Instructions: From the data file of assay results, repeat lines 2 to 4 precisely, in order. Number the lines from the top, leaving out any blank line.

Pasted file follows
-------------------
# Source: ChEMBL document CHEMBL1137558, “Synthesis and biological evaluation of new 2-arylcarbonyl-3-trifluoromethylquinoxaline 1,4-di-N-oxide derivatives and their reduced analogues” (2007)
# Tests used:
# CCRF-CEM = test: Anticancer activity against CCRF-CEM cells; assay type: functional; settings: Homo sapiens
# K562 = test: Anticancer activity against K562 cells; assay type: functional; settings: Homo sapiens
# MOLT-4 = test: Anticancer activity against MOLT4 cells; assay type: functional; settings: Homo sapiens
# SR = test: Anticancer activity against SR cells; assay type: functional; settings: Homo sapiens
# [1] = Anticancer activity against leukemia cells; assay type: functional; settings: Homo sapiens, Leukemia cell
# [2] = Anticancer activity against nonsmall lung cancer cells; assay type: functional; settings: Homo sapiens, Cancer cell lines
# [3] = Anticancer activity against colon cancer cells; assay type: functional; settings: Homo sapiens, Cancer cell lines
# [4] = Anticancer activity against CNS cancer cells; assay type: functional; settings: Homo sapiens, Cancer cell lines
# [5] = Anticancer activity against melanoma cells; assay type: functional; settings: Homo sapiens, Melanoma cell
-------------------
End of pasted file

# Tests used:
# CCRF-CEM = test: Anticancer activity against CCRF-CEM cells; assay type: functional; settings: Homo sapiens
# K562 = test: Anticancer activity against K562 cells; assay type: functional; settings: Homo sapiens